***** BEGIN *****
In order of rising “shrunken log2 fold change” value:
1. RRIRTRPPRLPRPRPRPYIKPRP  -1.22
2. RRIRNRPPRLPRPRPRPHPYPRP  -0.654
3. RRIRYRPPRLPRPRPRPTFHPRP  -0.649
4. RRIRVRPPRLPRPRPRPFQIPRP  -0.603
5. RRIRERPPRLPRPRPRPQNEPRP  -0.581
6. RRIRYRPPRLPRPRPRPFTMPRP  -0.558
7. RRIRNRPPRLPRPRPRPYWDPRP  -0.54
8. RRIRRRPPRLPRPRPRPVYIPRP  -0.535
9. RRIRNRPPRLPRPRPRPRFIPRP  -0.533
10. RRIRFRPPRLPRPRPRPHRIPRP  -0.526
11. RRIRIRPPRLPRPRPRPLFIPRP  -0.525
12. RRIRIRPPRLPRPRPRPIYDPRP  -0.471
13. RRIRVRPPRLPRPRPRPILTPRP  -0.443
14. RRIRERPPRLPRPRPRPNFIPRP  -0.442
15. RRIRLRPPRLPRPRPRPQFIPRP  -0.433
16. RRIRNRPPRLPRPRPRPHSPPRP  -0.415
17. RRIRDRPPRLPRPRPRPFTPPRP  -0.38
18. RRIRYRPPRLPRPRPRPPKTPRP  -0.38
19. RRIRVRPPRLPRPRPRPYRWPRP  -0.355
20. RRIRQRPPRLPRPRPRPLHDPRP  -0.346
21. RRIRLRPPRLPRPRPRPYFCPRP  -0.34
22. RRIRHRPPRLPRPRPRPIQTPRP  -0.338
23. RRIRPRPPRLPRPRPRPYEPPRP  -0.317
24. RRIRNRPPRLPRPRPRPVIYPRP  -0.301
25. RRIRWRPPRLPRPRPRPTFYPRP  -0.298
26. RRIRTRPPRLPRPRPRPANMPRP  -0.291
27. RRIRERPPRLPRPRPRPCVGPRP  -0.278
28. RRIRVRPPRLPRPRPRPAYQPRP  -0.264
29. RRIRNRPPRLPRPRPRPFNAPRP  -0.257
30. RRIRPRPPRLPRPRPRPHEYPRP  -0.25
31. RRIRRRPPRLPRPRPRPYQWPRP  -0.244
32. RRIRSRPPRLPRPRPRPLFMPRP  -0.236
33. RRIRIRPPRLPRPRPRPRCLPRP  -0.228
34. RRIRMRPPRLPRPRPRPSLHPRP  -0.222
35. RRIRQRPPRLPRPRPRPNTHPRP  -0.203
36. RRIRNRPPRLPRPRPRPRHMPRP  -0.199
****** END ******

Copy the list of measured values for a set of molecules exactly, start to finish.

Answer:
In order of rising “shrunken log2 fold change” value:
1. RRIRTRPPRLPRPRPRPYIKPRP  -1.22
2. RRIRNRPPRLPRPRPRPHPYPRP  -0.654
3. RRIRYRPPRLPRPRPRPTFHPRP  -0.649
4. RRIRVRPPRLPRPRPRPFQIPRP  -0.603
5. RRIRERPPRLPRPRPRPQNEPRP  -0.581
6. RRIRYRPPRLPRPRPRPFTMPRP  -0.558
7. RRIRNRPPRLPRPRPRPYWDPRP  -0.54
8. RRIRRRPPRLPRPRPRPVYIPRP  -0.535
9. RRIRNRPPRLPRPRPRPRFIPRP  -0.533
10. RRIRFRPPRLPRPRPRPHRIPRP  -0.526
11. RRIRIRPPRLPRPRPRPLFIPRP  -0.525
12. RRIRIRPPRLPRPRPRPIYDPRP  -0.471
13. RRIRVRPPRLPRPRPRPILTPRP  -0.443
14. RRIRERPPRLPRPRPRPNFIPRP  -0.442
15. RRIRLRPPRLPRPRPRPQFIPRP  -0.433
16. RRIRNRPPRLPRPRPRPHSPPRP  -0.415
17. RRIRDRPPRLPRPRPRPFTPPRP  -0.38
18. RRIRYRPPRLPRPRPRPPKTPRP  -0.38
19. RRIRVRPPRLPRPRPRPYRWPRP  -0.355
20. RRIRQRPPRLPRPRPRPLHDPRP  -0.346
21. RRIRLRPPRLPRPRPRPYFCPRP  -0.34
22. RRIRHRPPRLPRPRPRPIQTPRP  -0.338
23. RRIRPRPPRLPRPRPRPYEPPRP  -0.317
24. RRIRNRPPRLPRPRPRPVIYPRP  -0.301
25. RRIRWRPPRLPRPRPRPTFYPRP  -0.298
26. RRIRTRPPRLPRPRPRPANMPRP  -0.291
27. RRIRERPPRLPRPRPRPCVGPRP  -0.278
28. RRIRVRPPRLPRPRPRPAYQPRP  -0.264
29. RRIRNRPPRLPRPRPRPFNAPRP  -0.257
30. RRIRPRPPRLPRPRPRPHEYPRP  -0.25
31. RRIRRRPPRLPRPRPRPYQWPRP  -0.244
32. RRIRSRPPRLPRPRPRPLFMPRP  -0.236
33. RRIRIRPPRLPRPRPRPRCLPRP  -0.228
34. RRIRMRPPRLPRPRPRPSLHPRP  -0.222
35. RRIRQRPPRLPRPRPRPNTHPRP  -0.203
36. RRIRNRPPRLPRPRPRPRHMPRP  -0.199